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The requirements of adult man for indispensable amino acids

1. Introduction
2. The problem in defining requirements
3. Protein quality
4. The maintenance requirement (MR)
5.Diurnal cycling: the Millward-Rivers model
6. Theoretical basis of the MIT tracer balance studies
7. Technical problems of tracer balance studies
8. Results of the MIT tracer balance studies
9. Relation between leucine oxidation and nitrogen excretion
10. Factors relating to the design of tracer balance experiments
11. Breakpoint analysis
12. Effect of protein/amino acid intake on protein synthesis and breakdown
13. The colon: losses or gains?
14. Conclusion

JC Waterlow

Centre for Human Nutrition, London School of Hygiene and Tropical Medicine, 2 Taviton Street, London, WC1H OBT, UK

Descriptors: indispensable amino acids, requirements, carbon balance, leucine

1. Introduction

Until less than a decade ago all quantitative estimates of human requirements for protein and indispensable amino acids (IAAs) were derived from measurements of nitrogen balance. The FAO/WHO/UNU Expert Consultation, which met in Rome in 1981 (henceforth referred to as the Rome Committee) and which reported in 1985, reviewed the extensive short-term and long term balance studies on healthy young men and women that had been carried out by Young and Scrimshaw at MIT, by Calloway at Berkeley and many others. The results of selected studies, summarized in the Rome report, were fairly consistent in establishing the average total protein requirement, in terms of egg or beef protein, as 0.625 g protein/kg/d with a mean coefficient of variation (CV) of 12.5%. Studies with typical mixed diets from a variety of countries gave a mean requirement of 0.745 g/kg/d, with a mean CV within studies of 16.3%. Long-term studies, carried on for 2-3 months, showed that balances were marginal or negative in most individuals on intakes slightly below 0.6 g/kg/d. The matter of the total protein requirement thus seemed to have reached a reasonable solution, but a question mark still hung over the IAA requirements and the assessment of protein quality.

For the IAAs the Rome Committee based their recommendations on the balance studies of Rose (1957). These estimates (Table 1A) were so low that in the view of the Rome Committee no adult diet anywhere in the world would be limited by its IAA content. In other words, protein quality was not a problem for adults. Leverton's work on young women led to similar values (Leverton, 1959).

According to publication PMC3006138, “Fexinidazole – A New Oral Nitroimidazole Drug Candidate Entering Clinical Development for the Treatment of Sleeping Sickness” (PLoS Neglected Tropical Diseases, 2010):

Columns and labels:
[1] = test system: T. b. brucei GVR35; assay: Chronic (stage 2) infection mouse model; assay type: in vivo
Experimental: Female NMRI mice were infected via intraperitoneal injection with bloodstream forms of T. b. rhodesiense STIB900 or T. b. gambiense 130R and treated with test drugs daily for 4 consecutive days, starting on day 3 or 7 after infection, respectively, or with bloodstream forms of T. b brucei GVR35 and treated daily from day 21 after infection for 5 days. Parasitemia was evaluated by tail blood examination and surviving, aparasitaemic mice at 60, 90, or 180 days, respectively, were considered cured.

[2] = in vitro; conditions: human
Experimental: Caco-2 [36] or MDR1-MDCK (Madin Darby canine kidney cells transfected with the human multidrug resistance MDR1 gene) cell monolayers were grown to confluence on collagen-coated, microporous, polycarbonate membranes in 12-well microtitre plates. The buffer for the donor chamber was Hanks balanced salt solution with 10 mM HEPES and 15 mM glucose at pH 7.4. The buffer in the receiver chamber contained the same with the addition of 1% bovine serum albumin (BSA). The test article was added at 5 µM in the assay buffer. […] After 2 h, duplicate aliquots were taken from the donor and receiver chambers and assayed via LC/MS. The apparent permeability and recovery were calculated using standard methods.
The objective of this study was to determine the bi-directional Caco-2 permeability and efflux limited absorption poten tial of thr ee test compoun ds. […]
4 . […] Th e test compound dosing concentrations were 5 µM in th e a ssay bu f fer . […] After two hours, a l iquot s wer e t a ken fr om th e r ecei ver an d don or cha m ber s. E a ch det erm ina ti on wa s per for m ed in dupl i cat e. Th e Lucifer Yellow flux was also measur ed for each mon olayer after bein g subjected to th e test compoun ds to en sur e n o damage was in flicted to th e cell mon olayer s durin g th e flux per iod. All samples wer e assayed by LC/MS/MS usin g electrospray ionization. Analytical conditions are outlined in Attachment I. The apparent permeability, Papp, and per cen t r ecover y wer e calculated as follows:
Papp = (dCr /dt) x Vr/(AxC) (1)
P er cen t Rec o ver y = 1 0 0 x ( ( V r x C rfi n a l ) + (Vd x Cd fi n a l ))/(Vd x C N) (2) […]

Young et al (1989) have stressed the drawbacks of the nitrogen balance method on which these results were based (Table 2). To those listed in the Table should be added the unrealistically high positive balances almost universally obtained with high intakes of nitrogen. Young and coworkers therefore developed a radically new approach, based on the availability of amino acids labelled with stable isotopes. They argued that whereas the classical balance experiment involves determining the amount of amino acid needed to replace losses as measured by N excretion, it would be equally valid to determine the losses by measuring the oxidation of carbon from a labelled amino acid. The general procedure was to infuse the test amino acid labelled with 13C in the 1-carbon position and determine the amount of amino acid oxidized from the output of 13CO2 divided by the isotope abundance in plasma. The details of the method, which has been called the 'tracer balance', and its implications have been discussed by Young (1987), Young et al (1989), Young and Marchini (1990) and Young (1991). The approach was initially applied to determine the requirements for leucine (Meguid et al, 1986a); lysine (Meredith et al, 1986); valine (Meguid et al, 1986b); and threonine (Zhao et al, 1986). The requirement of adults for these amino acids determined by tracer balance turned out to be two to three times greater than the estimates in the Rome report (Table 1). Young has argued in support of these new figures that their pattern (ma amino acid per g protein) is very similar to that of tissue protein and also to the requirement pattern of the pre-school child as proposed by the Rome Committee (Table 1B). These points are considered in more detail in sections 3 and 4.

Correspondence: JC Waterlow, 15 Hillgate Street, London W8 7SP, UK.

In 1989 an Expert Consultation of FAO/WHO on the evaluation of protein quality, impressed by the evidence against the low estimates of adult IAA requirements proposed by the Rome Committee, recommended as a provisional measure that the pattern of IAA requirements of the pre-school child, as set out by FAO/WHO/UNU (1985), should be adopted for all ages other than infants (FAO/WHO, 1990). This pattern is similar to that suggested by the MIT workers.*